January 17, 2020
Baylor’s Department of Public Health seeks solutions to global health issues related to disease, lifestyle, community factors and more. In this Baylor Connections, Dr. Eva Doyle, Department Chair of Public Health and Professor of Community Health, discusses the ways Baylor Public Health professionals conduct meaningful research, enrich students through studies around the globe, and partner with other disciplines to solve critical health challenges.
Derek Smith:Hello and welcome to Baylor Connections, a conversation series with the people shaping our future. Each week, we go in depth Baylor leaders, professors and more discussing important topics in higher education, research and student life. I'm Derek Smith and our guest today is Dr Eva Doyle. Dr. Doyle serves as department chair of public health, Professor of community health in Baylor's Robbins College of Health and Human Sciences, part of a great team. They're doing a lot of research that we've seen recently in the news here around Baylor and look forward to learning more about public health with Dr. Doyle today. Eva Doyle, thanks so much for joining us. It's great to have you here on the program.
Eva Doyle:Thank you Derek. I'm very happy to be here.
Derek Smith:Well, it's great to have you here and learn more about public health. I think it's a topic we are seeing more about, whether it's in the news, whether seeing research coming from your department here at Baylor, when you talk about locally or globally. But it's one of those topics that I think people have a general idea, but maybe what it really is can be a little bit nebulous. Could you take us inside that to start things off? What falls under public health umbrella as an academic discipline and as a career?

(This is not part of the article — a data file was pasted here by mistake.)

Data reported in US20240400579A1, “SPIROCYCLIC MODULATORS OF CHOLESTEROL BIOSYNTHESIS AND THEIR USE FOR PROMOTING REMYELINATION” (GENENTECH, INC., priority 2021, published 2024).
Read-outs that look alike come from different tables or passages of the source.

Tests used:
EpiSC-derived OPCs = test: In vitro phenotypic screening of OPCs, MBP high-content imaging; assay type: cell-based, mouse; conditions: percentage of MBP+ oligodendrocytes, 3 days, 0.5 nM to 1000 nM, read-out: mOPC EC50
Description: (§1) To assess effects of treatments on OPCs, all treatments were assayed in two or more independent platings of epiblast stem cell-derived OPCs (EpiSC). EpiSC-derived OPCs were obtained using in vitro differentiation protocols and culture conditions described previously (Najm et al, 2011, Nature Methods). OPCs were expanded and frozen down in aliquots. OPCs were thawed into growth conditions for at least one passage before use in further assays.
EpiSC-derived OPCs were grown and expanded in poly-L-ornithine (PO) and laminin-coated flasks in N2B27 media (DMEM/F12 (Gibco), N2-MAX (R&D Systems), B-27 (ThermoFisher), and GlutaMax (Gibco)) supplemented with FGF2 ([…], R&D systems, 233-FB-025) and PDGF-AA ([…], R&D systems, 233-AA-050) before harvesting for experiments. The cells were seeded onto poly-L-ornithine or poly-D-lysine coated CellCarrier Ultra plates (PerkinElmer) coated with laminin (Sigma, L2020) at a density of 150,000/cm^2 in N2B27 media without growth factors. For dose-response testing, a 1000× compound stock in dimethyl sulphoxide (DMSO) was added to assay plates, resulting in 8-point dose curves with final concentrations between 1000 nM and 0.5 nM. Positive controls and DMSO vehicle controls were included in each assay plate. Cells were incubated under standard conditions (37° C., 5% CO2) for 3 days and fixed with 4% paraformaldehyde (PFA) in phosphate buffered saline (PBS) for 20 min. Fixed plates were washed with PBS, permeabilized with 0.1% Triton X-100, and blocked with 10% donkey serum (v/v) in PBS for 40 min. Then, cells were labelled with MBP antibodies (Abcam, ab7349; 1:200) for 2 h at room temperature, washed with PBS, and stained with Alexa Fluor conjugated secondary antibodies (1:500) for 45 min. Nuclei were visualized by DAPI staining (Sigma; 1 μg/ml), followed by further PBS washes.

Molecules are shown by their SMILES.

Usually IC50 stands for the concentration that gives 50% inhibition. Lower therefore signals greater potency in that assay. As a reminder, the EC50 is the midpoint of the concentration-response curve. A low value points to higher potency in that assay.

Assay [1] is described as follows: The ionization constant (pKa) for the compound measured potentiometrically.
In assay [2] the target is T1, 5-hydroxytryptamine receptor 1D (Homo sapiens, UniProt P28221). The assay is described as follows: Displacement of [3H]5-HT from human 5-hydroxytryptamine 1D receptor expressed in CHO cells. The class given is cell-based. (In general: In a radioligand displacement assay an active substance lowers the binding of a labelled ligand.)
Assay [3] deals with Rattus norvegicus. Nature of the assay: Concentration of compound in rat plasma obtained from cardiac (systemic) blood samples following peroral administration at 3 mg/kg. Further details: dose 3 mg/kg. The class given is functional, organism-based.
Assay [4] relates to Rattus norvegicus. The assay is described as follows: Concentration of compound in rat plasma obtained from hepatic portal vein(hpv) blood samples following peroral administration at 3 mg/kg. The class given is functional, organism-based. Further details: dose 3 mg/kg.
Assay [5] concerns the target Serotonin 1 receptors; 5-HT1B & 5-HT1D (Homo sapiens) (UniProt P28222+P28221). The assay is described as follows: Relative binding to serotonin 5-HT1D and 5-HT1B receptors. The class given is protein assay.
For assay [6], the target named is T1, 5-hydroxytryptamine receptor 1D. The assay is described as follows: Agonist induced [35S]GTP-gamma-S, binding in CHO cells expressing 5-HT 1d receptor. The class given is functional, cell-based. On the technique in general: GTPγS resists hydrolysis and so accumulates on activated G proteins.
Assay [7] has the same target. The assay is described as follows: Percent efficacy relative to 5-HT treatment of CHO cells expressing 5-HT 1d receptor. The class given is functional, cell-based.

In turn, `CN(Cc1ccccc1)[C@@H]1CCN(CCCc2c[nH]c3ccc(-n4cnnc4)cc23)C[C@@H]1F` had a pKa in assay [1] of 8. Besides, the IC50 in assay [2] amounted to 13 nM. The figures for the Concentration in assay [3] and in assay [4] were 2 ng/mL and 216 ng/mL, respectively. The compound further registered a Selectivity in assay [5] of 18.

Eva Doyle:Thank you for asking that question because public health is a very broad field. It's made up of a lot of different disciplines. And that's because Derek, the public health issues in our communities and our populations are so complex that it often takes a whole network of partners from a variety of disciplines to effectively address those. But there are some traditional academic disciplines within public health such as my specialty area of community health, or social behavioral health is what it's called sometimes, epidemiology, environmental health, biostatistics, health services administrations. The list is really quite long about different disciplines that fall under that umbrella, because it takes so many different specialties working together as partners to address the public health issues out there.